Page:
To our knowledge, this is one of the first studies evaluating the effects of informing obese people about the possible genetic origin of their being overweight, and it was unclear whether this information is helpful or harmful. In familial hypercholesterolemia, it was found that information about genetic backgrounds can reduce the beliefs that diets might be helpful.7
The results of our study show that obese people highly appreciate a general consultation, and the additional inclusion of genetic information can lead to new insights about weight problem. This suggests that genetic information about obesity is well-received. It was previously hypothesized that genetic testing and information about obesity may motivate healthier behavior,15
although others reject this idea.16
The results do not show any evidence for negative effects of genetic information on the eating behavior or self-control of obese people. Self-efficacy was comparable between different intervention groups and remained stable at the 6-month follow-up. This is very important, as self-motivation is one of the few predictors of weight control in obesity.17
Restraint eating increased at follow-up, but did not differ between groups. Weight was not substantially influenced by the interventions.
Another hypothesis was that personal relevance of genetic information might moderate the effects of the intervention. This was confirmed for the variable “negative affect”. The consultations led to substantial short-term decreases in negative affect, which relapsed partially at follow-up. However, this effect was moderated by family history of obesity (parents, brothers or sisters are also obese) and intervention type. If participants had a family history of obesity and received consultations including genetic information, this resulted in less negative mood at follow-up than before the intervention; the same was true for those participants without a family history of obesity who received a consultation without genetic information. Thus, depending on the personal relevance, the consultation should include genetic information or not. If the consultation matches the needs of the participants, it results in small, but positive long-term effects in terms of reduced negative affectivity.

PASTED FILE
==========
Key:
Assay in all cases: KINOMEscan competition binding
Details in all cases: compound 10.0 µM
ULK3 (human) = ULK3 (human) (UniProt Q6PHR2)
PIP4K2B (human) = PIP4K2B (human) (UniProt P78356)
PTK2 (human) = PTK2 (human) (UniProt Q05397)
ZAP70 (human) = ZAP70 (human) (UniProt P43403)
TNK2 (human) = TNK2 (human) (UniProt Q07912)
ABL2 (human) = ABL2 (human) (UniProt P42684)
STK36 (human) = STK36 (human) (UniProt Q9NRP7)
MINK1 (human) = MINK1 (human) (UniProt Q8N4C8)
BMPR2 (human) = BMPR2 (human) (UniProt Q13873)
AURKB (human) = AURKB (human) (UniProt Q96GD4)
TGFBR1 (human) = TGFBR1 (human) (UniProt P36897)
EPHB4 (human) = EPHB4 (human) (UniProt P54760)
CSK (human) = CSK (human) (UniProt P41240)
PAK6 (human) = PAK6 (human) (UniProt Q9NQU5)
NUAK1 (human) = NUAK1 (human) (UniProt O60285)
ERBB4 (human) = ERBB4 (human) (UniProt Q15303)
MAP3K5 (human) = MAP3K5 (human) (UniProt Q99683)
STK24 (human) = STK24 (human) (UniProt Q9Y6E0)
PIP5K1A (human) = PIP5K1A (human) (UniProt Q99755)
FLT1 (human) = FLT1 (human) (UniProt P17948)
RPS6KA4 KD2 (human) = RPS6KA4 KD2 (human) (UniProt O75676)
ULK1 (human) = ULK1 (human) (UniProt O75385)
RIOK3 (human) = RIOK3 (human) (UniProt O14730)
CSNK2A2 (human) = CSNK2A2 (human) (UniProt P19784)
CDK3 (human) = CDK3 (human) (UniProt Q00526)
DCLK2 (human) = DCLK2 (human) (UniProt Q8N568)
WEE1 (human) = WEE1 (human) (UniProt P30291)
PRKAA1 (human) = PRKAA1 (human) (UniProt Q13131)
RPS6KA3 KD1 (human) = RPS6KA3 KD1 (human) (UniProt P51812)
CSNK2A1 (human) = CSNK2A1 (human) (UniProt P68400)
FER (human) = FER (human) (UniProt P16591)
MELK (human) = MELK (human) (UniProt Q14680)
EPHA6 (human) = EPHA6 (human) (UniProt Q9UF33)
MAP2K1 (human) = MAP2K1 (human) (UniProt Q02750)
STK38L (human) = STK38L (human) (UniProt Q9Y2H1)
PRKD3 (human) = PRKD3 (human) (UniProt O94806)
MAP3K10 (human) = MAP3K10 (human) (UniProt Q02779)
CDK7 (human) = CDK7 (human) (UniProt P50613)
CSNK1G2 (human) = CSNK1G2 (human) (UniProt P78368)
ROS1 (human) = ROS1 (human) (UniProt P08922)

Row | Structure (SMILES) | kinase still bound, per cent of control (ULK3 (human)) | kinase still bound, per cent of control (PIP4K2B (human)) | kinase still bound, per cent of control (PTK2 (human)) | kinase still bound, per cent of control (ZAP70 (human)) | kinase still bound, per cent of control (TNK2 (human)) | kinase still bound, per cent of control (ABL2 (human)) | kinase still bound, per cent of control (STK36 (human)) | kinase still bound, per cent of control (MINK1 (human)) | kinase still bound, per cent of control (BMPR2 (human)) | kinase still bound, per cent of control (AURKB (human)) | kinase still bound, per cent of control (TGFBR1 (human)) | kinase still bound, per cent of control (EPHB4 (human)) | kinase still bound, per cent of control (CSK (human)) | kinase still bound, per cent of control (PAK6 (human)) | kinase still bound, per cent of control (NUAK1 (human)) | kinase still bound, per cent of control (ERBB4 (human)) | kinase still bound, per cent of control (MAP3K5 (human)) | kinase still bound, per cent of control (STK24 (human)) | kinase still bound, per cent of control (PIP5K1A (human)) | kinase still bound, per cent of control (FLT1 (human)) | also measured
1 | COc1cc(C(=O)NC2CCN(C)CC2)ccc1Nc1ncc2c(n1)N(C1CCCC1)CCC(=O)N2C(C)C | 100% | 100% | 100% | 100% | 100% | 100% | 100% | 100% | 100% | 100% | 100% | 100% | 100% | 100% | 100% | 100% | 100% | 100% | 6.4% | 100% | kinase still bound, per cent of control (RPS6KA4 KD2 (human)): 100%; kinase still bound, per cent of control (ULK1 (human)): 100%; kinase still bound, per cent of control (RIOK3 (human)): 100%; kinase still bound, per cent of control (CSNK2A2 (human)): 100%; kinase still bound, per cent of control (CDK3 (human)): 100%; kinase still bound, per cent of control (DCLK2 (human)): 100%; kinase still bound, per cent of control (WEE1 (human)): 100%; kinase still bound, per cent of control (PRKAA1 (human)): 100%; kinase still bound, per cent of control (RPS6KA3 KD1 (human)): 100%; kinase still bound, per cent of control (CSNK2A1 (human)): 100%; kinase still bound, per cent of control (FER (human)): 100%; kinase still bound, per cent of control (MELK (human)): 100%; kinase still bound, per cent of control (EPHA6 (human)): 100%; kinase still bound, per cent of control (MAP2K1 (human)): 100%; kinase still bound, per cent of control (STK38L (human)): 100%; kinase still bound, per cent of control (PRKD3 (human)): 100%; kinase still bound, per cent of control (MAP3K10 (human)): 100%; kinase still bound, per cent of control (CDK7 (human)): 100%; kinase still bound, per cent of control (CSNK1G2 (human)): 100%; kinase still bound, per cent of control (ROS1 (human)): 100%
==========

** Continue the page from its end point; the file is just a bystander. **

There were no negative effects of the interventions on body weight. The only effect on body weight was for family history of obesity. Participants without a family history reported somewhat lower body weights at 6 months follow-up. Although this might be related to easier weight reduction in participants without family determinants of obesity, these data should not be overinterpreted. The weight data at follow-up were self-reported and might be subject to different distortions.
A criticism of these results could be that the effects are weak and that a correction of alpha inflation would abolish most described effects. However, with a 1-session consultation lasting 30 to 40 minutes, stronger effects cannot be expected and alpha correction would lead to a nondetection of possible weak or moderate effects. As possible negative effects were also tested, it would be more harmful not to detect them than accepting some alpha error inflation. We also did not report the intend-to-treat analyses, as they confirm the significance of results whereas reducing effect sizes; thus, not changing the pattern of results. Furthermore, the sample was informed that genetic tests would be done because of an associated study, which might have led to a selection bias, favoring the inclusion of people with positive attitudes toward genetics. This information had to be provided for ethical reasons; and therefore, this selection bias was unavoidable. To know more about generalizability, the study should be replicated without genetic tests and with other samples than GP patients. Finally, the interventions differed in duration with the genetic consultation lasting about 10 minutes longer; however, as the whole assessment took about 1 1/2 hours, it is unlikely that this time difference explains the effects. These shortcomings point to the fact that further replication is warranted.
These results have direct implications for clinical work. Considering the failure or weak effects of nonsurgical interventions in obesity,18–20
providing realistic information to affected people is crucial. Responding to the global epidemic of obesity, consultation is the major ingredient of a stepped care decision.19
Many obese people appreciate receiving information about realistic goals for weight change, about normalizing eating behavior, and increasing physical activity. If obese people have signs of genetic risk (e.g., MC4R mutations or family history of obesity), the consultation should include information about the genetic transmission of obesity. A summary of topics for consultation, which were appreciated from our obese patients is presented in Table .